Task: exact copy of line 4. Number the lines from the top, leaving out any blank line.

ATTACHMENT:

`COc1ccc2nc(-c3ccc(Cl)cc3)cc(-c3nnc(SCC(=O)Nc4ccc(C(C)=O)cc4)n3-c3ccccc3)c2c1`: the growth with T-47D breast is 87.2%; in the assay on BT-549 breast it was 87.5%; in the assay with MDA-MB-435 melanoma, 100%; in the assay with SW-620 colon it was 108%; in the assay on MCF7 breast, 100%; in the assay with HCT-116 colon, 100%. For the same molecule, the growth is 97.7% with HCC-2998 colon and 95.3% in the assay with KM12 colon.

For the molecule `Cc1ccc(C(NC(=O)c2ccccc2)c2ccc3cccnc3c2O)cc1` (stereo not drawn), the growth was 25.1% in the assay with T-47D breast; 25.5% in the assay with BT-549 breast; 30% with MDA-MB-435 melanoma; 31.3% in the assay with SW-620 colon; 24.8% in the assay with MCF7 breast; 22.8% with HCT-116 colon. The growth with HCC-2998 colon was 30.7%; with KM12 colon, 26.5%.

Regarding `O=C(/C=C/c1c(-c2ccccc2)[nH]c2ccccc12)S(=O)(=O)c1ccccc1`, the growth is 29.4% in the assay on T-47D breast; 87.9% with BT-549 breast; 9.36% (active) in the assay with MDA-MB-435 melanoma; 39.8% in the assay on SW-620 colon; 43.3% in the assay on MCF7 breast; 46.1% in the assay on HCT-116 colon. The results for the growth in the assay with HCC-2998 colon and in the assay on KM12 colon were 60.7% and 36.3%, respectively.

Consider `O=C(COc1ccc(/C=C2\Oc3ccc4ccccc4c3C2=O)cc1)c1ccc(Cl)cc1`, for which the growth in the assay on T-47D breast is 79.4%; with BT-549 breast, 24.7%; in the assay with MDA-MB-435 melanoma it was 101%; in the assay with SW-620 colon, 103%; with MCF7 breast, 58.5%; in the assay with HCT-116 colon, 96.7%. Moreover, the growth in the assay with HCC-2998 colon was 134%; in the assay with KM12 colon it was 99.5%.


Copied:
Consider `O=C(COc1ccc(/C=C2\Oc3ccc4ccccc4c3C2=O)cc1)c1ccc(Cl)cc1`, for which the growth in the assay on T-47D breast is 79.4%; with BT-549 breast, 24.7%; in the assay with MDA-MB-435 melanoma it was 101%; in the assay with SW-620 colon, 103%; with MCF7 breast, 58.5%; in the assay with HCT-116 colon, 96.7%. Moreover, the growth in the assay with HCC-2998 colon was 134%; in the assay with KM12 colon it was 99.5%.